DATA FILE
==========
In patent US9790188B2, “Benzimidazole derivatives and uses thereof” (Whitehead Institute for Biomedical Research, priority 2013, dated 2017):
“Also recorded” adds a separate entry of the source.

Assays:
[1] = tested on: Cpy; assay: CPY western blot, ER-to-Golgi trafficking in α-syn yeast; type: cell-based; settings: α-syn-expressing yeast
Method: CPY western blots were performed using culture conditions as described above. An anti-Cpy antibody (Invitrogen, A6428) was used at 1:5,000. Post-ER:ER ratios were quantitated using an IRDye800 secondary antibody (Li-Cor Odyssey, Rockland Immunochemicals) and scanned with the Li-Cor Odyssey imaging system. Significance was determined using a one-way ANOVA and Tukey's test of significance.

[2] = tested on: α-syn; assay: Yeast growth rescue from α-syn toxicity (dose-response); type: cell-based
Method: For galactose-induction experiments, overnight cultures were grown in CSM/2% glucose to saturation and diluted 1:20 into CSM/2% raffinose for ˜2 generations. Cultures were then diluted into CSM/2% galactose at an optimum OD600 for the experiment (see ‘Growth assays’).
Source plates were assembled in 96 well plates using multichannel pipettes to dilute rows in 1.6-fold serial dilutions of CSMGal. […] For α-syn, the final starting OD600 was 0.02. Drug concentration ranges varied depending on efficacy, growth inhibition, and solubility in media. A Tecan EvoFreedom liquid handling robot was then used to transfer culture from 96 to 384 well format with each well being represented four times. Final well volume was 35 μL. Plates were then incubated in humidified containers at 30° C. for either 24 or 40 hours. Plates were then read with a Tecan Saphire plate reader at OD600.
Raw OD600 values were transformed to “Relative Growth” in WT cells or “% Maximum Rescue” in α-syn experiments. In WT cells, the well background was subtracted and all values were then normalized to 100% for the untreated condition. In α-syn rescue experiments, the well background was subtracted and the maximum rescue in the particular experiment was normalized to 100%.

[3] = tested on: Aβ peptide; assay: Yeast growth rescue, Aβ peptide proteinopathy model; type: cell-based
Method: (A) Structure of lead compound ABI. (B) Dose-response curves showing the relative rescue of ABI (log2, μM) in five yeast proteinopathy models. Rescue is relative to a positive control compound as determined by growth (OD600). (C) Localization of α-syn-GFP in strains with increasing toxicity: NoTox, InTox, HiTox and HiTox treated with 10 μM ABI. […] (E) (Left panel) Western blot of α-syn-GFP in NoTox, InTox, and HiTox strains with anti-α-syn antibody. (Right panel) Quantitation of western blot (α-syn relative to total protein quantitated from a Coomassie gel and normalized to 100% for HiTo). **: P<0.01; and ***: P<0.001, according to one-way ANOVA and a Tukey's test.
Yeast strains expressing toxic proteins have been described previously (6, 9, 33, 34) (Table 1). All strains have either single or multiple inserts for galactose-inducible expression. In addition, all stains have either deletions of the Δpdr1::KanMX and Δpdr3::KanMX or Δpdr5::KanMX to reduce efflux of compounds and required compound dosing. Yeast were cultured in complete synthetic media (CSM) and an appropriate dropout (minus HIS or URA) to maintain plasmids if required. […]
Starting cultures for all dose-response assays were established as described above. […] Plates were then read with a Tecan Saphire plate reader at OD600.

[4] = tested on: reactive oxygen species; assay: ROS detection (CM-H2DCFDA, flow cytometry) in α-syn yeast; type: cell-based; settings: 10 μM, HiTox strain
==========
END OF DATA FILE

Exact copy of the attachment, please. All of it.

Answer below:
In patent US9790188B2, “Benzimidazole derivatives and uses thereof” (Whitehead Institute for Biomedical Research, priority 2013, dated 2017):
“Also recorded” adds a separate entry of the source.

Assays:
[1] = tested on: Cpy; assay: CPY western blot, ER-to-Golgi trafficking in α-syn yeast; type: cell-based; settings: α-syn-expressing yeast
Method: CPY western blots were performed using culture conditions as described above. An anti-Cpy antibody (Invitrogen, A6428) was used at 1:5,000. Post-ER:ER ratios were quantitated using an IRDye800 secondary antibody (Li-Cor Odyssey, Rockland Immunochemicals) and scanned with the Li-Cor Odyssey imaging system. Significance was determined using a one-way ANOVA and Tukey's test of significance.

[2] = tested on: α-syn; assay: Yeast growth rescue from α-syn toxicity (dose-response); type: cell-based
Method: For galactose-induction experiments, overnight cultures were grown in CSM/2% glucose to saturation and diluted 1:20 into CSM/2% raffinose for ˜2 generations. Cultures were then diluted into CSM/2% galactose at an optimum OD600 for the experiment (see ‘Growth assays’).
Source plates were assembled in 96 well plates using multichannel pipettes to dilute rows in 1.6-fold serial dilutions of CSMGal. […] For α-syn, the final starting OD600 was 0.02. Drug concentration ranges varied depending on efficacy, growth inhibition, and solubility in media. A Tecan EvoFreedom liquid handling robot was then used to transfer culture from 96 to 384 well format with each well being represented four times. Final well volume was 35 μL. Plates were then incubated in humidified containers at 30° C. for either 24 or 40 hours. Plates were then read with a Tecan Saphire plate reader at OD600.
Raw OD600 values were transformed to “Relative Growth” in WT cells or “% Maximum Rescue” in α-syn experiments. In WT cells, the well background was subtracted and all values were then normalized to 100% for the untreated condition. In α-syn rescue experiments, the well background was subtracted and the maximum rescue in the particular experiment was normalized to 100%.

[3] = tested on: Aβ peptide; assay: Yeast growth rescue, Aβ peptide proteinopathy model; type: cell-based
Method: (A) Structure of lead compound ABI. (B) Dose-response curves showing the relative rescue of ABI (log2, μM) in five yeast proteinopathy models. Rescue is relative to a positive control compound as determined by growth (OD600). (C) Localization of α-syn-GFP in strains with increasing toxicity: NoTox, InTox, HiTox and HiTox treated with 10 μM ABI. […] (E) (Left panel) Western blot of α-syn-GFP in NoTox, InTox, and HiTox strains with anti-α-syn antibody. (Right panel) Quantitation of western blot (α-syn relative to total protein quantitated from a Coomassie gel and normalized to 100% for HiTo). **: P<0.01; and ***: P<0.001, according to one-way ANOVA and a Tukey's test.
Yeast strains expressing toxic proteins have been described previously (6, 9, 33, 34) (Table 1). All strains have either single or multiple inserts for galactose-inducible expression. In addition, all stains have either deletions of the Δpdr1::KanMX and Δpdr3::KanMX or Δpdr5::KanMX to reduce efflux of compounds and required compound dosing. Yeast were cultured in complete synthetic media (CSM) and an appropriate dropout (minus HIS or URA) to maintain plasmids if required. […]
Starting cultures for all dose-response assays were established as described above. […] Plates were then read with a Tecan Saphire plate reader at OD600.

[4] = tested on: reactive oxygen species; assay: ROS detection (CM-H2DCFDA, flow cytometry) in α-syn yeast; type: cell-based; settings: 10 μM, HiTox strain